ECCB issues warning to OECS nationals

Wednesday, June 06, 2018

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CASTRIES, St Lucia (CMC) — The Eastern Caribbean Central Bank (ECCB) is warning customers in the sub-regional Organisation of Eastern Caribbean States (OECS) to be cautious against using non-traditional financial services saying that they could suffer “financial losses by getting involved in initiatives which they do not yet understand fully”.
In a statement, the ECCB said that “these include but are not limited to peer to peer lending, digital wallets, crowd funding ventures, crypto-assets and initial coin offerings (ICOs) in the Eastern Caribbean Currency Union (ECCU)”.

The ECCB, which serves as a central bank for Antigua and Barbuda, Dominica, Grenada, St Lucia, St Vincent and the Grenadines, St Kitts-Nevis, Montserrat and Anguilla, said consistent with its growth and development mandate, it supports and encourages innovation and believes that financial innovation is essential as the Eastern Caribbean region forges a path to socio-economic transformation.

“Indeed, it is based on this conviction that the ECCB Strategic Plan 2017-2021 provides for a FinTech pilot, which includes a digital EC currency and the modernisation of our payment systems,” it said, adding that the ECCB is equally committed to its mandate of financial stability which aims to ensure the soundness and stability of the financial system.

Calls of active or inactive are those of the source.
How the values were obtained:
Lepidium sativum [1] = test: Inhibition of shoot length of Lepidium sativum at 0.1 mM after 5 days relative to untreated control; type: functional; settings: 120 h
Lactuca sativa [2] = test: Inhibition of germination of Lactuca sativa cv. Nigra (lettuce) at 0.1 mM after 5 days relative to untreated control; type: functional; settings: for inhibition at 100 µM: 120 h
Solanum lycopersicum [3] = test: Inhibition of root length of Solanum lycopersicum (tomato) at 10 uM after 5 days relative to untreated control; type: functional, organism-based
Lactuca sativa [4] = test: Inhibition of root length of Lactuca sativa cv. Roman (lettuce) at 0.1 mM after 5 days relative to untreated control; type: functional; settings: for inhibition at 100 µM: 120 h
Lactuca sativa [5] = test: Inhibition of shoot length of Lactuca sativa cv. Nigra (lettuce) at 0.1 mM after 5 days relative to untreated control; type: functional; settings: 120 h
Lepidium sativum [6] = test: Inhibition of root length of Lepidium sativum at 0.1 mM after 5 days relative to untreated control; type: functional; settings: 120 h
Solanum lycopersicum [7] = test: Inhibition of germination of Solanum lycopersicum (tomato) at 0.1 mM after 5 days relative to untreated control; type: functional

“In this context, the ECCB is deeply concerned about the real possibility that ECCU citizens could suffer financial losses by getting involved in initiatives which they do not yet understand fully and, more importantly, are not regulated. Some of these offerings appear to be investment or securities business and ought to be regulated properly,” the statement noted.

It said before involvement with these initiatives, citizens are advised to consider the following questions, what do they know about this service provider and the services being offered, whether they understand both the opportunities and the risks and whether the service provider is regulated and by whom.

Other questions include whether the service provider has appropriate anti-money laundering (AML) controls and what dispute resolution mechanisms exist if there is a dispute with this service provider.

The ECCB said that in in collaboration with domestic and other regional regulators, it is reviewing existing laws to identify changes which may be required to ensure adequate regulatory cover for these initiatives. In this process of review, the ECCB is also engaging service providers in the FinTech industry on how best to support financial innovation, it added.

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